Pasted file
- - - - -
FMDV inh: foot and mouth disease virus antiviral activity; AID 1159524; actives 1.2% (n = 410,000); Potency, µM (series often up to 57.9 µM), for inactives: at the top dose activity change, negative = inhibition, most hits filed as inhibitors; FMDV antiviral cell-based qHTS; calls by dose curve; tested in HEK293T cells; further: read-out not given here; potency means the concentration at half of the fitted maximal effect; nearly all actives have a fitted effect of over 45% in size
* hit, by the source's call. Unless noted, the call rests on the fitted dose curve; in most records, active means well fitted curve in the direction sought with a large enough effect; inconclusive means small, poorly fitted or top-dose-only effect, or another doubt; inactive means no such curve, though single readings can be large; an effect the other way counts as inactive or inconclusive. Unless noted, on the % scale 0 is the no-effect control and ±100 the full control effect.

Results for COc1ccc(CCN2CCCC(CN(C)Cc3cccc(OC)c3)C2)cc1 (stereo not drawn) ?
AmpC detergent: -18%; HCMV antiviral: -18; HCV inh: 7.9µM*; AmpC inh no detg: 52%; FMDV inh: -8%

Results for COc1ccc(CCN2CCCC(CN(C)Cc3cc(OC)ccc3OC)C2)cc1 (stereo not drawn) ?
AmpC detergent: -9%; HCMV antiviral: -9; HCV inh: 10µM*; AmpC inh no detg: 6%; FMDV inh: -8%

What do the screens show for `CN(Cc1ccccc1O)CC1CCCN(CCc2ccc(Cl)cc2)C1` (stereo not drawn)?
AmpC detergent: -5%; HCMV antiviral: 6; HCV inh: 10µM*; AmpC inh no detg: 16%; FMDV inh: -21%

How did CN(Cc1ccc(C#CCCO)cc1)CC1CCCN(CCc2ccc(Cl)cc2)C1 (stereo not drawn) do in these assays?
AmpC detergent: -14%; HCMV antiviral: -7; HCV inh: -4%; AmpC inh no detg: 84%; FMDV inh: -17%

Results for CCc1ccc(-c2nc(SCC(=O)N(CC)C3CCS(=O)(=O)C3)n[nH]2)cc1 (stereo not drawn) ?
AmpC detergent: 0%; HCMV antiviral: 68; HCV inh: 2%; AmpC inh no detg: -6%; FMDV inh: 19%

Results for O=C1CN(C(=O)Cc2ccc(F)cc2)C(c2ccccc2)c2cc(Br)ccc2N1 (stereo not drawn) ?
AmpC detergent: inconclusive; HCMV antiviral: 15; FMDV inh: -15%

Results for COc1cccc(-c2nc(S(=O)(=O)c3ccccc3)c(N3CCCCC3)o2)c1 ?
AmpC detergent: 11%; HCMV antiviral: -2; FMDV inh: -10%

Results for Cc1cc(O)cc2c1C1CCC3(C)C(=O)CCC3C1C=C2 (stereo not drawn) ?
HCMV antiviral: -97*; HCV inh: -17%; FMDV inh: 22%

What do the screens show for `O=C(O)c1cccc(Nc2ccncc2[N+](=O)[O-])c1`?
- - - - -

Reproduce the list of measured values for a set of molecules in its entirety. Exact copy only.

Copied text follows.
FMDV inh: foot and mouth disease virus antiviral activity; AID 1159524; actives 1.2% (n = 410,000); Potency, µM (series often up to 57.9 µM), for inactives: at the top dose activity change, negative = inhibition, most hits filed as inhibitors; FMDV antiviral cell-based qHTS; calls by dose curve; tested in HEK293T cells; further: read-out not given here; potency means the concentration at half of the fitted maximal effect; nearly all actives have a fitted effect of over 45% in size
* hit, by the source's call. Unless noted, the call rests on the fitted dose curve; in most records, active means well fitted curve in the direction sought with a large enough effect; inconclusive means small, poorly fitted or top-dose-only effect, or another doubt; inactive means no such curve, though single readings can be large; an effect the other way counts as inactive or inconclusive. Unless noted, on the % scale 0 is the no-effect control and ±100 the full control effect.

Results for COc1ccc(CCN2CCCC(CN(C)Cc3cccc(OC)c3)C2)cc1 (stereo not drawn) ?
AmpC detergent: -18%; HCMV antiviral: -18; HCV inh: 7.9µM*; AmpC inh no detg: 52%; FMDV inh: -8%

Results for COc1ccc(CCN2CCCC(CN(C)Cc3cc(OC)ccc3OC)C2)cc1 (stereo not drawn) ?
AmpC detergent: -9%; HCMV antiviral: -9; HCV inh: 10µM*; AmpC inh no detg: 6%; FMDV inh: -8%

What do the screens show for `CN(Cc1ccccc1O)CC1CCCN(CCc2ccc(Cl)cc2)C1` (stereo not drawn)?
AmpC detergent: -5%; HCMV antiviral: 6; HCV inh: 10µM*; AmpC inh no detg: 16%; FMDV inh: -21%

How did CN(Cc1ccc(C#CCCO)cc1)CC1CCCN(CCc2ccc(Cl)cc2)C1 (stereo not drawn) do in these assays?
AmpC detergent: -14%; HCMV antiviral: -7; HCV inh: -4%; AmpC inh no detg: 84%; FMDV inh: -17%

Results for CCc1ccc(-c2nc(SCC(=O)N(CC)C3CCS(=O)(=O)C3)n[nH]2)cc1 (stereo not drawn) ?
AmpC detergent: 0%; HCMV antiviral: 68; HCV inh: 2%; AmpC inh no detg: -6%; FMDV inh: 19%

Results for O=C1CN(C(=O)Cc2ccc(F)cc2)C(c2ccccc2)c2cc(Br)ccc2N1 (stereo not drawn) ?
AmpC detergent: inconclusive; HCMV antiviral: 15; FMDV inh: -15%

Results for COc1cccc(-c2nc(S(=O)(=O)c3ccccc3)c(N3CCCCC3)o2)c1 ?
AmpC detergent: 11%; HCMV antiviral: -2; FMDV inh: -10%

Results for Cc1cc(O)cc2c1C1CCC3(C)C(=O)CCC3C1C=C2 (stereo not drawn) ?
HCMV antiviral: -97*; HCV inh: -17%; FMDV inh: 22%

What do the screens show for `O=C(O)c1cccc(Nc2ccncc2[N+](=O)[O-])c1`?